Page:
- Switched Fortran compiler from g77 to gfortran and tweaked a few type bugs that came from that
And all the updates can be found in the Github repository for primes. I still find it a handy crappy benchmark and a handy Rosetta stone library. Good to keep it vaguely up to date and still running. :)
So today is the 11th year anniversary of the site. It’s really starting to get some age on it :) Last year was pretty light on posts and side project work progress as work and coursera classes ate most of my time but I got some stuff done. Also a lot of reading.
As for this year? Who knows. I always intend to blog more than I do but at least I also haven’t given up and that’s the most important thing. The site still pulls in some little traffic from google so google analytics tells me so that’s good too.
This year has started off on vacation in Colombia with my girlfriend’s family. We spent new years in Santa Marta and it was beautiful. Now we’re relaxing back home in Bogota. I head back to Vancouver and work at the end of next week. The break has been good and 17 hour car trips and chilling at the beach have gotten the year off to a good start reading wise too.
This year I really would like to spend more time on projects than learning I think and continue to poke more at python, I’m still pretty green at it compared to say my PHP lately. We shall see.
In a lot of ways outside of work last year was pretty chill, I’d like to shake it up a bit more this year, again, we shall see.
Ah well, Happy New years to every one and here’s to doing the things we want to!
So 3 years ago as I was learning Lisp and looking for things to do I noticed it seemed to lack perl style pack/unpack encoding functions that many other languages shared (like PHP, Ruby, Python) so I wrote cl-pack (github) to fill that void. I released it back at the end of the summer of 2009 and moved on. Then this week on github I got a pull request. It seems cl-pack has found some use by people and a github user Taksatou had noticed a bug in the BER encoding and fixed it! So awesome, and thank you! The fix is merged and cl-pack continues to fill a small gap in the Lisp ecosystem :)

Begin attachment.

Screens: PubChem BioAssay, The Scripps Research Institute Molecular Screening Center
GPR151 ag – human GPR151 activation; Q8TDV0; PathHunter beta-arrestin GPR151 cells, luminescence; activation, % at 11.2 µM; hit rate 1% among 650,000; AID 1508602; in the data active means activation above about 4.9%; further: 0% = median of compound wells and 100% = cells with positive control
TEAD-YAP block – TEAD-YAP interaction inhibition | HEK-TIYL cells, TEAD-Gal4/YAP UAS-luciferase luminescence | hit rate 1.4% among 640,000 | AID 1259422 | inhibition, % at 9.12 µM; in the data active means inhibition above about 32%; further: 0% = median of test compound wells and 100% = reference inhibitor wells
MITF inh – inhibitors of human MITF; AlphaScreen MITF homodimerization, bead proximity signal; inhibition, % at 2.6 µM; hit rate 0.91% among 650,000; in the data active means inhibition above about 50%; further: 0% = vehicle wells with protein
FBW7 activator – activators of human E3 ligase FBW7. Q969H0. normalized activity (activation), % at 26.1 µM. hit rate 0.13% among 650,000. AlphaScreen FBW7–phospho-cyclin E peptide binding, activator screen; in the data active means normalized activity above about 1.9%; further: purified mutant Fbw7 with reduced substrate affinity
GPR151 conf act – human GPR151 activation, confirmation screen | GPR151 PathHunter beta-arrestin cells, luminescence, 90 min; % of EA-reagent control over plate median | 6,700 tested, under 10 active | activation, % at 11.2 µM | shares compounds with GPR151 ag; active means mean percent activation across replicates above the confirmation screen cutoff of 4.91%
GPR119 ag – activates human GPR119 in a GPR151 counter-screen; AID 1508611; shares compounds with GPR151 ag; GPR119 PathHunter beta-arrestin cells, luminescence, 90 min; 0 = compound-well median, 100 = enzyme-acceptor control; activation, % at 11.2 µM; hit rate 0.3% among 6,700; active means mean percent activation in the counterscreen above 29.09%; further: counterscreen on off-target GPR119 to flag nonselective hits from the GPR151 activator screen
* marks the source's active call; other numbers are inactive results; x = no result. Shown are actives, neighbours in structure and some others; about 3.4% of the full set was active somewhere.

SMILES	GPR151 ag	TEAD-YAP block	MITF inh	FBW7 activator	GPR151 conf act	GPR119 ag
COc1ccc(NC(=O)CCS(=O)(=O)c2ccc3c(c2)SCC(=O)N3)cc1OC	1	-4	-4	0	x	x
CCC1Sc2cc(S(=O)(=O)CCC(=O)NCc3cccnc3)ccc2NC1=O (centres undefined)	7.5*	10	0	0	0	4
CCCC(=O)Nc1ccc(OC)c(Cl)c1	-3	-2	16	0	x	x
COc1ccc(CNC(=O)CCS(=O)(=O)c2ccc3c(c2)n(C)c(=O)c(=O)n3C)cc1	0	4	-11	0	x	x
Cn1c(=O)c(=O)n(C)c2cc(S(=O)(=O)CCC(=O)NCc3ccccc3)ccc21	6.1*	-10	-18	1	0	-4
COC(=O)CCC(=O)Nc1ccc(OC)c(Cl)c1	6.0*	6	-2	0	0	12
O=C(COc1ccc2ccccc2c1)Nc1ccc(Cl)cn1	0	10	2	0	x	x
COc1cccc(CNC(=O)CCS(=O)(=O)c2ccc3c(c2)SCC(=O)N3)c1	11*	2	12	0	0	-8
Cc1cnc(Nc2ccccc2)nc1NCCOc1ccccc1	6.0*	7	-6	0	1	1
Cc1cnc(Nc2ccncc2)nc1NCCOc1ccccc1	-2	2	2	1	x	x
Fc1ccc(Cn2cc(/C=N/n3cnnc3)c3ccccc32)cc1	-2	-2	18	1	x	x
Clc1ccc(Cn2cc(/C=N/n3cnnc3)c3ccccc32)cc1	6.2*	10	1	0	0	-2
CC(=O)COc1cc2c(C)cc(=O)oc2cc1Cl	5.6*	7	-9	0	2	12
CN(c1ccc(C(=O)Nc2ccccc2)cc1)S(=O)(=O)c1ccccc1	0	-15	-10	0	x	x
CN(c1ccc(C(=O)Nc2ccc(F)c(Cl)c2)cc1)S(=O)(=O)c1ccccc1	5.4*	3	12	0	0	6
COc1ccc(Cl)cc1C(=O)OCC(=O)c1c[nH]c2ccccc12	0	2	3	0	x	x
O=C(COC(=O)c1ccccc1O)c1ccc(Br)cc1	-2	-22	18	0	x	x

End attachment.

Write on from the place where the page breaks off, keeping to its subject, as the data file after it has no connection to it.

So after being alterted to the existence of DKIM by this article posted on HackerNews I wanted to implement it immediatly on my server. DKIM is Domain Keys for Identified Mail, a crypo signing protocol where a pub key sits in your DNS and your mail servers sign your mail as it passes through your server. Seems a little stronger than SPF from a few years ago for authenticating mail’s origin so I was keen to adopt it.
So I found the freshest instructions on the Gentoo wiki and followed them. They were a bit spartan so I went looking for a bit more material and found this Ubuntu tutorial which had some helpful suggestions like the testing section.
After giving the OpenDKIM instructions a first run through I gave the testing a try.
First using dkimcore.org/tools/ I found that the Gentoo OpenDKIM config tool had spat out invalid TXT. It had spat out
And after some quick internet consultation I found out I needed to fix it to
v=DKIM1; k=rsa; p=MIGfM.....
The second test from the Ubuntu docs was an auto-respond test email system that along with wikipedia I learned about ADSP from. So I added
_adsp._domainkey.mindstab.net. IN TXT "dkim=discardable"
to my Bind config as well. (I’m still not 100% about the final ‘.’). Also it seems the autoresponder email tool doesn’t update its DNS too often so I may have to wait a bit to retest.
So now it seems I should have DKIM signed/valid email! :) Just another step to make sure my email is valid, slightly less spoofable and liked/accepted by the big email providers.
Also, seeing results like this from Gmail after receiving my email seems good:
Received-SPF: pass (google.com: domain of email@example.com designates 22.214.171.124 as permitted sender) client-ip=126.96.36.199;
Authentication-Results: mx.google.com; spf=pass (google.com: domain of firstname.lastname@example.org designates 188.8.131.52 as permitted sender)